Dialogue

Vocabulary

Learn New Words FAST with this Lesson’s Vocab Review List

Get this lesson’s key vocab, their translations and pronunciations. Sign up for your Free Lifetime Account Now and get 7 Days of Premium Access including this feature.

Or sign up using Facebook
Already a Member?

Lesson Notes

Unlock In-Depth Explanations & Exclusive Takeaways with Printable Lesson Notes

Unlock Lesson Notes and Transcripts for every single lesson. Sign Up for a Free Lifetime Account and Get 7 Days of Premium Access.

Or sign up using Facebook
Already a Member?

Lesson Transcript

Absolute Beginner, Season 4, Lesson 6 - Using the Spanish Definite Articles, Part 2
INTRODUCTION
Anna: Hola soy Anna.
Eric: Eric here! Welcome back to SpanishPod101.com. This is Absolute Beginner Season 4, Lesson 6, Using the Spanish Definite Articles, Part 2.
Anna: In this lesson, you’ll learn how to use the plural forms of Spanish definite articles.
Eric: This conversation takes place at a coffee shop in the morning.
Anna: It’s between Daniel and Paula.
Eric: The speakers are friends, so they'll be speaking causally.
Anna: Let's listen to the conversation.
DIALOGUE
Daniel: Son las diez de la noche, ¿vamos a tomar algo?
Paula: No puedo, los domingos trabajo, me voy a casa.
Daniel: ¿Los domingos también? ¿Cuándo tienes fiesta?
Paula: Sólo los sábados y las fiestas nacionales…
Eric: Now let's listen to the same conversation at a slow speed.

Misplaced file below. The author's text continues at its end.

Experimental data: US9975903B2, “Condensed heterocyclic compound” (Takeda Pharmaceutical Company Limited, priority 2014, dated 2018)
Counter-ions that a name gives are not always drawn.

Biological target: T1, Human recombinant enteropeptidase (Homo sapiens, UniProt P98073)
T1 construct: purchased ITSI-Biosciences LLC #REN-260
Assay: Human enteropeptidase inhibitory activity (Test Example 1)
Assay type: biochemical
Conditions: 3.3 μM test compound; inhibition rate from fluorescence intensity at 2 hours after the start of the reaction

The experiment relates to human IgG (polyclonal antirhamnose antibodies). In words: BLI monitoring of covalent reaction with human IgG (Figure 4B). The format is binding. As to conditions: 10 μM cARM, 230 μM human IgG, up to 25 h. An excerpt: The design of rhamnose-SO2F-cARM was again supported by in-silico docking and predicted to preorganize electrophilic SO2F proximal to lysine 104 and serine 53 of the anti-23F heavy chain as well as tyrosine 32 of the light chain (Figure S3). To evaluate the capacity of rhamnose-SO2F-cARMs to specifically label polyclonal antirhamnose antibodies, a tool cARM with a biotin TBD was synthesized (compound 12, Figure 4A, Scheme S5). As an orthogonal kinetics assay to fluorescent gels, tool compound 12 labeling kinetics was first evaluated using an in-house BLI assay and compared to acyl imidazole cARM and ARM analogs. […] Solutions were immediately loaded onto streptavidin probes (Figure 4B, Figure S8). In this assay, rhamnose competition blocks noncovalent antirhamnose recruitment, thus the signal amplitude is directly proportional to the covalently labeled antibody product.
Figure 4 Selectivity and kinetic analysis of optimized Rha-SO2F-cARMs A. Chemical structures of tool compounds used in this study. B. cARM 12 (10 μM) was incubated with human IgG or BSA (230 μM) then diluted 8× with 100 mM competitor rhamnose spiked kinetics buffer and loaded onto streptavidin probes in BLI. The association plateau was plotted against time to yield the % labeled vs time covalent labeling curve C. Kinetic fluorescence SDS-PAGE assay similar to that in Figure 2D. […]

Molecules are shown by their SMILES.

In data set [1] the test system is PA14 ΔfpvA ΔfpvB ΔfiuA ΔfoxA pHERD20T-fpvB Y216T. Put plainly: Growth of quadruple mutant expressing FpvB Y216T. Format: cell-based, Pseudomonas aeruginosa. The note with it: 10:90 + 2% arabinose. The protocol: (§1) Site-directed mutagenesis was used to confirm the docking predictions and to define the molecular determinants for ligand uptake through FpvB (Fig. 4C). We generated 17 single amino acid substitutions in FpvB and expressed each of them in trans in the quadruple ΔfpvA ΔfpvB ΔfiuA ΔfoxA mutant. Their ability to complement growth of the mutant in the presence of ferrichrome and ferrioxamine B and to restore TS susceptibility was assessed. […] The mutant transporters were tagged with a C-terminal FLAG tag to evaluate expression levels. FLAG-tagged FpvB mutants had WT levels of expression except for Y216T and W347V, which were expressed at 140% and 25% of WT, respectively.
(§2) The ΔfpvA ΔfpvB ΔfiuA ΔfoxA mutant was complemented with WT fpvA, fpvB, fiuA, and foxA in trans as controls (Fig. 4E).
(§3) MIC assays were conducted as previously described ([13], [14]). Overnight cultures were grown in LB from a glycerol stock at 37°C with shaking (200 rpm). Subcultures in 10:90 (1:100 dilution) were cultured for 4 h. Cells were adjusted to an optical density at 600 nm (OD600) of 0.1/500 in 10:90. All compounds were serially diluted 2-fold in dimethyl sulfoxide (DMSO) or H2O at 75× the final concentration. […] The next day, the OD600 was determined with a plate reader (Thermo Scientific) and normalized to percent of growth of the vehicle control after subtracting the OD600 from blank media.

Daniel: Son las diez de la noche, ¿vamos a tomar algo?
Paula: No puedo, los domingos trabajo, me voy a casa.
Daniel: ¿Los domingos también? ¿Cuándo tienes fiesta?
Paula: Sólo los sábados y las fiestas nacionales…
Eric: Now let’s listen to the conversation with English translation.
Daniel: Son las diez de la noche, ¿vamos a tomar algo?
Daniel: It's ten p.m. Why don't we go have a drink?
Paula: No puedo, los domingos trabajo, me voy a casa.
Paula: I can't. I work every Sunday. I'm going to go home.
Daniel: ¿Los domingos también? ¿Cuándo tienes fiesta?
Daniel: Sundays too? When do you have a day off?
Paula: Sólo los sábados y las fiestas nacionales…
Paula: Only on Saturdays and national holidays...
POST CONVERSATION BANTER
Anna: In Spain, there’s something that we could call la cultura del Bar, or "bar culture." The bar is a social hangout. You don't go there just to drink a beer or to get drunk. Bars are as much for social activity as for drinking.
Eric: That's right. For example, you can have coffee with some friends, watch a soccer match, study, or have breakfast while reading the newspaper.
Anna: In some countries, you find pubs, restaurants, and cafes, but a Spanish bar is a mix of all three. Spanish people spend a lot of time in different bars, and they are the best place to socialize with your friends
Eric: I think that the bar is one of the most widespread businesses in Spain; you can't take three steps without seeing a bar.